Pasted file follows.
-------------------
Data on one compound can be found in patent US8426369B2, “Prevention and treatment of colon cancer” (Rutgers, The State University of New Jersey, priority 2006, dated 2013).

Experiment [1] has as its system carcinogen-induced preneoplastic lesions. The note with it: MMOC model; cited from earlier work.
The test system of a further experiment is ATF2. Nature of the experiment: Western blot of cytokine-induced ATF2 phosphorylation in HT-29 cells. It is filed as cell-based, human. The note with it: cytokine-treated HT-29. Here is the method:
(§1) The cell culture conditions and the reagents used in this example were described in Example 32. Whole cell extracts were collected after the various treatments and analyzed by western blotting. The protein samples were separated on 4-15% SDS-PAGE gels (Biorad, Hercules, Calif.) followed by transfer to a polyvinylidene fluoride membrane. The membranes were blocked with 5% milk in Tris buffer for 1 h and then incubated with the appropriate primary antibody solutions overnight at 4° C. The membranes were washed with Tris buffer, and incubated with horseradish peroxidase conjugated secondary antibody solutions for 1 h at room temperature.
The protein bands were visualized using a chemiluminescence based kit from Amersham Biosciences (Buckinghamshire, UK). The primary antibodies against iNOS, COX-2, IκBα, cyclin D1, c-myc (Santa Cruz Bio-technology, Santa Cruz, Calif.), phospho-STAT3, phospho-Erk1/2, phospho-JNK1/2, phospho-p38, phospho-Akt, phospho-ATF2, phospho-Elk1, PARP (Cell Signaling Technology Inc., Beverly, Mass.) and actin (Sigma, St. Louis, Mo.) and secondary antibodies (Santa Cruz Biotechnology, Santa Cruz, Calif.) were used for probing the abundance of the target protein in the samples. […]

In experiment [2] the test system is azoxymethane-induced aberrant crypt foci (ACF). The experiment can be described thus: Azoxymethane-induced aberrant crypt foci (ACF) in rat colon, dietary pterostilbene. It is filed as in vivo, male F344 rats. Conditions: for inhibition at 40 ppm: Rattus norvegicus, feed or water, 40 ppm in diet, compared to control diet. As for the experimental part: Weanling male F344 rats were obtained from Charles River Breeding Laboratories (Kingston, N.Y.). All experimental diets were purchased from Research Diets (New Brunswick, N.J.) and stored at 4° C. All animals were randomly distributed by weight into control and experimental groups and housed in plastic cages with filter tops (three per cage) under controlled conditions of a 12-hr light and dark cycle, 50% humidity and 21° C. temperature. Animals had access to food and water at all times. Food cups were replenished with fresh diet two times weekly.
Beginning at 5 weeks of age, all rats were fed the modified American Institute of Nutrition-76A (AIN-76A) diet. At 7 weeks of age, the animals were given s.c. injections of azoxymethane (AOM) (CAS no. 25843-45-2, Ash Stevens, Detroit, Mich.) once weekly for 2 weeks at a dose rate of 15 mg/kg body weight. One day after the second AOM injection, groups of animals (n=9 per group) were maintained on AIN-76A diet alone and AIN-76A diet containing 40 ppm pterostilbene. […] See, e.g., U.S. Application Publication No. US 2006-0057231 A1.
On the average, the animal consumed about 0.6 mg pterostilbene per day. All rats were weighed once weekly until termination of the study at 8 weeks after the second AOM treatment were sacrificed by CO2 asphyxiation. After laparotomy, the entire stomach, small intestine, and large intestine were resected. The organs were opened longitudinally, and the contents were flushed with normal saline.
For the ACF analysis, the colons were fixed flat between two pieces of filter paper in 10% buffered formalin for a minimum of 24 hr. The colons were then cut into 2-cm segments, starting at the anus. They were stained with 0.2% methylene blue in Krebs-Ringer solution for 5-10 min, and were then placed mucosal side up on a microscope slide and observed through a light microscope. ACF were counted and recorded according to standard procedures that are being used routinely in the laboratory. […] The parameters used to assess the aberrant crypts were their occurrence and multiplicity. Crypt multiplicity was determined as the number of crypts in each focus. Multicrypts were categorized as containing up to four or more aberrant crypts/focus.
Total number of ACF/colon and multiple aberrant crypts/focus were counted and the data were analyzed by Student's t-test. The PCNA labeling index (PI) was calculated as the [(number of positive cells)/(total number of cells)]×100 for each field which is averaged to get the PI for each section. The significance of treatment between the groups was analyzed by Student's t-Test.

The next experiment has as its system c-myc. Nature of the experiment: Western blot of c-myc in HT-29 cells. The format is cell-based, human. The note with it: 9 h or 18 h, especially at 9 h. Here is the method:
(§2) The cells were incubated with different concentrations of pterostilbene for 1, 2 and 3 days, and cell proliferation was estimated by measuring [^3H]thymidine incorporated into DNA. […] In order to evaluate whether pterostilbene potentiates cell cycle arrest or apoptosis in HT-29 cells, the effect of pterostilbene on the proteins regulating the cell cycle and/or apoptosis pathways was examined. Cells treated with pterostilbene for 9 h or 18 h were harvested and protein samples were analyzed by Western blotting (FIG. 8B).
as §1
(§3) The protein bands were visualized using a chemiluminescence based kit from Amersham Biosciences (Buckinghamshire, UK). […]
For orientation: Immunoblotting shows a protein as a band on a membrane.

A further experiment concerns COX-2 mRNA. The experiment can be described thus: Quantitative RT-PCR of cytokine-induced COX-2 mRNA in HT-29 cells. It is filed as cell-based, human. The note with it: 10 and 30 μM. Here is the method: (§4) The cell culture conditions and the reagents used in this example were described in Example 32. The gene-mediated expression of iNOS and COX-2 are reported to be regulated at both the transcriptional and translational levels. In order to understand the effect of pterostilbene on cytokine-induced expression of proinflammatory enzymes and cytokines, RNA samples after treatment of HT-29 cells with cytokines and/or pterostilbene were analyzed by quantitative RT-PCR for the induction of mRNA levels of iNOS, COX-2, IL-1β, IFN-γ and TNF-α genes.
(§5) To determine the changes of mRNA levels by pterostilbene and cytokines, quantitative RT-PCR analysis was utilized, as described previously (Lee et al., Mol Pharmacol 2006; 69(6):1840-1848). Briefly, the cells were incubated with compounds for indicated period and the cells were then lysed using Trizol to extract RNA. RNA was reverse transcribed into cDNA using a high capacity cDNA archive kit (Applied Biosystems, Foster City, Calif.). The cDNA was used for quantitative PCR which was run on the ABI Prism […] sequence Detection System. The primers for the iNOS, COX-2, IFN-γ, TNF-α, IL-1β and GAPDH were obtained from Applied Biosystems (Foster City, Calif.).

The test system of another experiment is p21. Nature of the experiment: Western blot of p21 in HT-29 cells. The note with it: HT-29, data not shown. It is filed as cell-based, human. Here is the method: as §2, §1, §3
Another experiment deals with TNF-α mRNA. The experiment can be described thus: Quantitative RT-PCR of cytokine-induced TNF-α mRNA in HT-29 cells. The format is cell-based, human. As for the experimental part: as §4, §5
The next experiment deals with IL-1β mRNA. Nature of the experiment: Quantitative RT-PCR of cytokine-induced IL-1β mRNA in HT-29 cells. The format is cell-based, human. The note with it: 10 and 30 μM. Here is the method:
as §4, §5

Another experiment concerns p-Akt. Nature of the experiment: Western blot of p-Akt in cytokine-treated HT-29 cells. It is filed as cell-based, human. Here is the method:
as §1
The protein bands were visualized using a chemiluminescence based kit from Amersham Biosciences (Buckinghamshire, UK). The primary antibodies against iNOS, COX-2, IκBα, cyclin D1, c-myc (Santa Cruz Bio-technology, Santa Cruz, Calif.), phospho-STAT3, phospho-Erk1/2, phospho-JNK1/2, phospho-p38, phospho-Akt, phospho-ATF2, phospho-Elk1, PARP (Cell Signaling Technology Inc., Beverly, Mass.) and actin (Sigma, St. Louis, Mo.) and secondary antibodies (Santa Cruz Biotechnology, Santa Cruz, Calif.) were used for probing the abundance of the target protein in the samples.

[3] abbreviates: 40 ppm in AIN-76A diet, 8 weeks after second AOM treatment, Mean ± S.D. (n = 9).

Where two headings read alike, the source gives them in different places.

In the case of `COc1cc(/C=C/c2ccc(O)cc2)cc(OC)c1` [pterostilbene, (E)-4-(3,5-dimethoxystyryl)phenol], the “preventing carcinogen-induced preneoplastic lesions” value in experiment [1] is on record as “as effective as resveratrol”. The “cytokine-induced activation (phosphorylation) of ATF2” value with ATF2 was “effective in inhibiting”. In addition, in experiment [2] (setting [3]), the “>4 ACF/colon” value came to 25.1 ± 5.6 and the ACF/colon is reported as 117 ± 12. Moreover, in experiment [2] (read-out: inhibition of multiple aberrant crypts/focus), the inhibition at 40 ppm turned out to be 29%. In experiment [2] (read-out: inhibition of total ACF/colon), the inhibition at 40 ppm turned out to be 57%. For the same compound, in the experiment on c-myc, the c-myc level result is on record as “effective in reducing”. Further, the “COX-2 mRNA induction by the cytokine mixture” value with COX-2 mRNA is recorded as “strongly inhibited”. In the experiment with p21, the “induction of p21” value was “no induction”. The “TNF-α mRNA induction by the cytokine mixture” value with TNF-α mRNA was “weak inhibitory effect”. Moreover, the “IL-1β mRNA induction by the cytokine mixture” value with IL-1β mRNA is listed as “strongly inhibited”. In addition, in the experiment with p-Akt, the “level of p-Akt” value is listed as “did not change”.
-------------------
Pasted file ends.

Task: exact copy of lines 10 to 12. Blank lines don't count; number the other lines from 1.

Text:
Total number of ACF/colon and multiple aberrant crypts/focus were counted and the data were analyzed by Student's t-test. The PCNA labeling index (PI) was calculated as the [(number of positive cells)/(total number of cells)]×100 for each field which is averaged to get the PI for each section. The significance of treatment between the groups was analyzed by Student's t-Test.

The next experiment has as its system c-myc. Nature of the experiment: Western blot of c-myc in HT-29 cells. The format is cell-based, human. The note with it: 9 h or 18 h, especially at 9 h. Here is the method:
(§2) The cells were incubated with different concentrations of pterostilbene for 1, 2 and 3 days, and cell proliferation was estimated by measuring [^3H]thymidine incorporated into DNA. […] In order to evaluate whether pterostilbene potentiates cell cycle arrest or apoptosis in HT-29 cells, the effect of pterostilbene on the proteins regulating the cell cycle and/or apoptosis pathways was examined. Cells treated with pterostilbene for 9 h or 18 h were harvested and protein samples were analyzed by Western blotting (FIG. 8B).